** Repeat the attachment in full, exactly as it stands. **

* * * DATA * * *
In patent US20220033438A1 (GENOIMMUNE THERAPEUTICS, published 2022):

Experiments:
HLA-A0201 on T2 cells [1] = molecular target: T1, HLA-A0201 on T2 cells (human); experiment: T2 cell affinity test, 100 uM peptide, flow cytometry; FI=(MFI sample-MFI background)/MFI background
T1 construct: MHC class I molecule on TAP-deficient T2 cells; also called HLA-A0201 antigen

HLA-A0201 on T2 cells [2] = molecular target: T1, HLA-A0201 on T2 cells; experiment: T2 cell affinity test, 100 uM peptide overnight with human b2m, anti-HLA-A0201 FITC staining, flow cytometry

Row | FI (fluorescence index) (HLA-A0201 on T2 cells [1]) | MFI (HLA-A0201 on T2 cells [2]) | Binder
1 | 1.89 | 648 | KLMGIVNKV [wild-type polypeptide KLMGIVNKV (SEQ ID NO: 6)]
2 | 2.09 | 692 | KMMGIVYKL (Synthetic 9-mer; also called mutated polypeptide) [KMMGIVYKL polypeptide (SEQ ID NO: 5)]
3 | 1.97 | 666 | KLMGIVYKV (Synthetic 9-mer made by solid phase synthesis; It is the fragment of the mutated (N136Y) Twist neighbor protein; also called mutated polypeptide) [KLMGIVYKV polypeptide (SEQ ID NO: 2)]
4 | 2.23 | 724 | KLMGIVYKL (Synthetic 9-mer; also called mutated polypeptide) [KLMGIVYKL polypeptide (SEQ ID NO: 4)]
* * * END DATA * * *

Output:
In patent US20220033438A1 (GENOIMMUNE THERAPEUTICS, published 2022):

Experiments:
HLA-A0201 on T2 cells [1] = molecular target: T1, HLA-A0201 on T2 cells (human); experiment: T2 cell affinity test, 100 uM peptide, flow cytometry; FI=(MFI sample-MFI background)/MFI background
T1 construct: MHC class I molecule on TAP-deficient T2 cells; also called HLA-A0201 antigen

HLA-A0201 on T2 cells [2] = molecular target: T1, HLA-A0201 on T2 cells; experiment: T2 cell affinity test, 100 uM peptide overnight with human b2m, anti-HLA-A0201 FITC staining, flow cytometry

Row | FI (fluorescence index) (HLA-A0201 on T2 cells [1]) | MFI (HLA-A0201 on T2 cells [2]) | Binder
1 | 1.89 | 648 | KLMGIVNKV [wild-type polypeptide KLMGIVNKV (SEQ ID NO: 6)]
2 | 2.09 | 692 | KMMGIVYKL (Synthetic 9-mer; also called mutated polypeptide) [KMMGIVYKL polypeptide (SEQ ID NO: 5)]
3 | 1.97 | 666 | KLMGIVYKV (Synthetic 9-mer made by solid phase synthesis; It is the fragment of the mutated (N136Y) Twist neighbor protein; also called mutated polypeptide) [KLMGIVYKV polypeptide (SEQ ID NO: 2)]
4 | 2.23 | 724 | KLMGIVYKL (Synthetic 9-mer; also called mutated polypeptide) [KLMGIVYKL polypeptide (SEQ ID NO: 4)]